The button layout has pros and cons. The volume buttons share the exact same shape as the sleep timer and DSP surround select buttons, and I often found myself accidentally setting the receiver to turn off in 90 minutes rather than adjusting the sound. The button to turn on the on-screen menus (which aren't required, but definitely provide an easier interface to adjust settings than the front display) is hidden among similarly sized buttons that are rarely used. Of course, my biggest gripe with buttons on a remote like this is that the keys are not backlit, or even glow-in-the-dark. I watch movies and such in the dark, as I am sure a majority of home theater enthusiasts do, and it drives me batty when I have to turn the lights up to find the function I want. On the positive side, I like the four-way navigation controller with a selection key in the middle of the remote. This makes scrolling through and selecting menu items a breeze. I also like how Harman/Kardon tried to include as many functions as they could on the remote so there is not a constant need to wade through menus or multiple key presses to perform simple tasks.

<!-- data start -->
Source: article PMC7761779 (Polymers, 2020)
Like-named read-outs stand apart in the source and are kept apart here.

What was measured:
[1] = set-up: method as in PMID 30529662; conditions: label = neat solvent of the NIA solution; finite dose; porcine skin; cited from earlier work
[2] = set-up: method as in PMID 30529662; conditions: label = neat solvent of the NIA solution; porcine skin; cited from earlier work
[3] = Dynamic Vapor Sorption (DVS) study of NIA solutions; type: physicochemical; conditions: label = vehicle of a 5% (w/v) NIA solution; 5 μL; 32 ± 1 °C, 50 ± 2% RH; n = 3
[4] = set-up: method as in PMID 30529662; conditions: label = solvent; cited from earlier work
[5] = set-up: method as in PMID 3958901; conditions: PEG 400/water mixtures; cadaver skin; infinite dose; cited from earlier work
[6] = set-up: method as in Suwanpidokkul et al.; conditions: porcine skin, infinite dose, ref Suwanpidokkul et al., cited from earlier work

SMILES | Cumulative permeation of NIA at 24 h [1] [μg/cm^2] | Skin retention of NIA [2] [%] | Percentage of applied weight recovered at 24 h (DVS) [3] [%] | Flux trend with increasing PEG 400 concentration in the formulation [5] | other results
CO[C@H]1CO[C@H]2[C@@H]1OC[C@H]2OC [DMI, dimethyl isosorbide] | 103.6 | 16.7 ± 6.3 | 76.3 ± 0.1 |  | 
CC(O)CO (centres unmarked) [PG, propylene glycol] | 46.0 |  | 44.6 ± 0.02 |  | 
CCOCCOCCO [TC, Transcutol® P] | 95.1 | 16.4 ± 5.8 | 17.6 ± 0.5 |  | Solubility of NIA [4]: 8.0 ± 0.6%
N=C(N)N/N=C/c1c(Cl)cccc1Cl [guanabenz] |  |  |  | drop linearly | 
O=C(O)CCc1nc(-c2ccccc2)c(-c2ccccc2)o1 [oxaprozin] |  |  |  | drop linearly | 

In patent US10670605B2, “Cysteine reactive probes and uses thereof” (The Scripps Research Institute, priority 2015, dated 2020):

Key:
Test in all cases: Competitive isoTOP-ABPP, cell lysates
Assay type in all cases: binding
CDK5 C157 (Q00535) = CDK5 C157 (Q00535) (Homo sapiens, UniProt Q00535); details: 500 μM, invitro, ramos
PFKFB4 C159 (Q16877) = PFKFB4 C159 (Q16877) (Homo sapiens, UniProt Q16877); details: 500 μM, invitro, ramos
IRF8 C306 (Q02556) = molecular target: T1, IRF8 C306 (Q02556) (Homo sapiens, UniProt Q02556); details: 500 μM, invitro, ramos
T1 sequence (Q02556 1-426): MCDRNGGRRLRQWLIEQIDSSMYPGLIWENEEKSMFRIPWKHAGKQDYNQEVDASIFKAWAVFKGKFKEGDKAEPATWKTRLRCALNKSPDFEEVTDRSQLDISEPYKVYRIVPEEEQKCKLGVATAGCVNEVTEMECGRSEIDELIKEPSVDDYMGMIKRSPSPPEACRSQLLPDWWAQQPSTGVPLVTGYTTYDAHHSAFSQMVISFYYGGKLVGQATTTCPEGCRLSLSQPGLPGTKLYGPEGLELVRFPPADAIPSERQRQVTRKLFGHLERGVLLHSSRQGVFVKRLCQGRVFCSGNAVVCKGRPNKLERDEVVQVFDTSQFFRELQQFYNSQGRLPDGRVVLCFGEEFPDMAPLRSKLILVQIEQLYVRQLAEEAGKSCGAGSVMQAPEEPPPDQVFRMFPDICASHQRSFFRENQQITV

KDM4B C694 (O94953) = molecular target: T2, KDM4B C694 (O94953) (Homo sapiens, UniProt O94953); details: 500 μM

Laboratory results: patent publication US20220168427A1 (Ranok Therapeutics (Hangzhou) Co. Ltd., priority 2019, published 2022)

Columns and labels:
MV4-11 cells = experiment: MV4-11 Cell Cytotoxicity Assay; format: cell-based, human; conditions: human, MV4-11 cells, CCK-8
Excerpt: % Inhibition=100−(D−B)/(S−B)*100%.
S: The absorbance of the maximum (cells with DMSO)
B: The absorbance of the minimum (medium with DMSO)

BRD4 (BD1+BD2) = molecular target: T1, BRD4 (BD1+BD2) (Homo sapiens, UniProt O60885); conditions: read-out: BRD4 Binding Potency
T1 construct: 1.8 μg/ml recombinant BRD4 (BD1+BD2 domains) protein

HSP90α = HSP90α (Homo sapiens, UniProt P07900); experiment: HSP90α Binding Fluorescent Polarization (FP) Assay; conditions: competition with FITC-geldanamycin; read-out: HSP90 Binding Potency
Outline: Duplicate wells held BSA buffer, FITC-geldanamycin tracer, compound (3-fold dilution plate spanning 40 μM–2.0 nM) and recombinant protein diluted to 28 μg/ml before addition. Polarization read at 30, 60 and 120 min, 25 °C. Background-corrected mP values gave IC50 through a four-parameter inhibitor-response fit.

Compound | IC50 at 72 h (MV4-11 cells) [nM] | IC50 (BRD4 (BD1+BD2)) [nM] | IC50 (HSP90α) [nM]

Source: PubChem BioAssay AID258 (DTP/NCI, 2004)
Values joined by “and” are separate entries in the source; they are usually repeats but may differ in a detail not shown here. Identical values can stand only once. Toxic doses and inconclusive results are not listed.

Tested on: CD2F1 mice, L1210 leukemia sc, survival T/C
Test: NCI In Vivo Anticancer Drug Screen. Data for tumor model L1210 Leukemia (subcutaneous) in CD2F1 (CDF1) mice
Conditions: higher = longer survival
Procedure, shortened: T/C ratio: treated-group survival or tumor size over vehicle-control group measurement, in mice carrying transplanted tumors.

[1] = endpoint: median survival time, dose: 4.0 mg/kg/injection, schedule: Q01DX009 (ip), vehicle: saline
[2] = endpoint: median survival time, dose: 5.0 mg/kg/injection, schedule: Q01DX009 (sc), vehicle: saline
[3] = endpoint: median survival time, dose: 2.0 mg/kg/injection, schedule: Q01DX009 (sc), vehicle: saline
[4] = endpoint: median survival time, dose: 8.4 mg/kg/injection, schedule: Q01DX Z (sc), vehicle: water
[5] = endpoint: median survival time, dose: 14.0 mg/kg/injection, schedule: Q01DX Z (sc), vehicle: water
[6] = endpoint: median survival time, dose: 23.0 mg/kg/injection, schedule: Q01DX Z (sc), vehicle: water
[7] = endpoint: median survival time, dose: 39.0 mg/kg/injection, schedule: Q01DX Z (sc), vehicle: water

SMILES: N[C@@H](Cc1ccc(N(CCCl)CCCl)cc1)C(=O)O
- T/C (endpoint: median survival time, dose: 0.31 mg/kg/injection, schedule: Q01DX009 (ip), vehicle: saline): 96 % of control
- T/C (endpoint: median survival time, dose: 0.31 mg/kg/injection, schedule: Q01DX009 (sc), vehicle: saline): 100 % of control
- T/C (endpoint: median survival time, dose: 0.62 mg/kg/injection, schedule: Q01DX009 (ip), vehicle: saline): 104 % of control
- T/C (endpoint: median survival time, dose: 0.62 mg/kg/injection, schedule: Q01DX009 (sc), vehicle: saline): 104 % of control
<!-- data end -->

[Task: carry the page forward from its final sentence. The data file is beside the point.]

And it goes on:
The remote is programmable and does come preloaded with many codes, but it is still no match for a good universal model.

My final reservation about the 340 is simply the amount of heat it generates. There is an active fan on the back of the unit as well as the standard vents to draw heat out, but the top of the receiver is very hot to the touch. You definitely want to have adequate headroom in your rack for the 340 or you may be asking for trouble.

Conclusions

My overall opinion of this receiver is quite a positive one. Once I became accustomed to using the 340, I realized what a wonderful fit it was in my home theater. Keep in mind, if you are an avid iPod user, this is an excellent choice with which to integrate it into in your home system.

I definitely enjoyed test driving the AVR 340 receiver. The design is quintessential Harman/Kardon, which is to say, it looks fantastic. It is feature-rich, well priced, and most importantly, the audio performance is top-notch. I would definitely recommend trying this model out if you are in the market for a mid-level receiver.
 

- Gabriel Lowe -